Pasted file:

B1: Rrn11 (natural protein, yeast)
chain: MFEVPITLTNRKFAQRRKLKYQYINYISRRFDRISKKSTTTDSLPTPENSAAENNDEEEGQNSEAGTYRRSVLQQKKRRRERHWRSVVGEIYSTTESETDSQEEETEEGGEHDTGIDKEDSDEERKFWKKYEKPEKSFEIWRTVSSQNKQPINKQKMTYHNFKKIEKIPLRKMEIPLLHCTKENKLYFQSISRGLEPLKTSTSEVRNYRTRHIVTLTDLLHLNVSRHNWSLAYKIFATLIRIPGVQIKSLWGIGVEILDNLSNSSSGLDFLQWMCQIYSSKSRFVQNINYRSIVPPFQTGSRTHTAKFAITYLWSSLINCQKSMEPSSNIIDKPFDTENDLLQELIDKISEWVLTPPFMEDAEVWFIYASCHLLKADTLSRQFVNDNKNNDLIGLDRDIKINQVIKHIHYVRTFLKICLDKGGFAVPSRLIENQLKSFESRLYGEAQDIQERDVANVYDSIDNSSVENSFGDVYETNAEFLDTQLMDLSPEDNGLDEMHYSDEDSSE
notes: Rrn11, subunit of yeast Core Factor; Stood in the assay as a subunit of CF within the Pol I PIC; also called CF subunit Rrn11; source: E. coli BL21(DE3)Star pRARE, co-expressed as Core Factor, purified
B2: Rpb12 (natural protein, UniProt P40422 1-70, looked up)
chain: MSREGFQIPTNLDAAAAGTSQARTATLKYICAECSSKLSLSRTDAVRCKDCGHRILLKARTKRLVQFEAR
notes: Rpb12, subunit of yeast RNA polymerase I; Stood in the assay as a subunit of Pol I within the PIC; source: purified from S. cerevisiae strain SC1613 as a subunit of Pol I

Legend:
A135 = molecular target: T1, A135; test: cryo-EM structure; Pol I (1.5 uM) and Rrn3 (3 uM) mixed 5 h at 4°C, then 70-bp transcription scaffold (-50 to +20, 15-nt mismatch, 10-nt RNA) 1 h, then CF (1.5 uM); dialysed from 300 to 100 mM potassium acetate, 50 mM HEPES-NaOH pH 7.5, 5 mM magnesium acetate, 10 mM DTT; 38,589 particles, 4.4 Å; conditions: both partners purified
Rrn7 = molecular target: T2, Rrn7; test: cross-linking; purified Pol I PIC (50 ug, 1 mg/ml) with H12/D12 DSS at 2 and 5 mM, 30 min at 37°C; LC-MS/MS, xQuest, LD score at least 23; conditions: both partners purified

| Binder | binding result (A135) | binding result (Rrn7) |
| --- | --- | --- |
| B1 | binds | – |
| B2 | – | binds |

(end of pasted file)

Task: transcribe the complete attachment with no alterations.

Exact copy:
B1: Rrn11 (natural protein, yeast)
chain: MFEVPITLTNRKFAQRRKLKYQYINYISRRFDRISKKSTTTDSLPTPENSAAENNDEEEGQNSEAGTYRRSVLQQKKRRRERHWRSVVGEIYSTTESETDSQEEETEEGGEHDTGIDKEDSDEERKFWKKYEKPEKSFEIWRTVSSQNKQPINKQKMTYHNFKKIEKIPLRKMEIPLLHCTKENKLYFQSISRGLEPLKTSTSEVRNYRTRHIVTLTDLLHLNVSRHNWSLAYKIFATLIRIPGVQIKSLWGIGVEILDNLSNSSSGLDFLQWMCQIYSSKSRFVQNINYRSIVPPFQTGSRTHTAKFAITYLWSSLINCQKSMEPSSNIIDKPFDTENDLLQELIDKISEWVLTPPFMEDAEVWFIYASCHLLKADTLSRQFVNDNKNNDLIGLDRDIKINQVIKHIHYVRTFLKICLDKGGFAVPSRLIENQLKSFESRLYGEAQDIQERDVANVYDSIDNSSVENSFGDVYETNAEFLDTQLMDLSPEDNGLDEMHYSDEDSSE
notes: Rrn11, subunit of yeast Core Factor; Stood in the assay as a subunit of CF within the Pol I PIC; also called CF subunit Rrn11; source: E. coli BL21(DE3)Star pRARE, co-expressed as Core Factor, purified
B2: Rpb12 (natural protein, UniProt P40422 1-70, looked up)
chain: MSREGFQIPTNLDAAAAGTSQARTATLKYICAECSSKLSLSRTDAVRCKDCGHRILLKARTKRLVQFEAR
notes: Rpb12, subunit of yeast RNA polymerase I; Stood in the assay as a subunit of Pol I within the PIC; source: purified from S. cerevisiae strain SC1613 as a subunit of Pol I

Legend:
A135 = molecular target: T1, A135; test: cryo-EM structure; Pol I (1.5 uM) and Rrn3 (3 uM) mixed 5 h at 4°C, then 70-bp transcription scaffold (-50 to +20, 15-nt mismatch, 10-nt RNA) 1 h, then CF (1.5 uM); dialysed from 300 to 100 mM potassium acetate, 50 mM HEPES-NaOH pH 7.5, 5 mM magnesium acetate, 10 mM DTT; 38,589 particles, 4.4 Å; conditions: both partners purified
Rrn7 = molecular target: T2, Rrn7; test: cross-linking; purified Pol I PIC (50 ug, 1 mg/ml) with H12/D12 DSS at 2 and 5 mM, 30 min at 37°C; LC-MS/MS, xQuest, LD score at least 23; conditions: both partners purified

| Binder | binding result (A135) | binding result (Rrn7) |
| --- | --- | --- |
| B1 | binds | – |
| B2 | – | binds |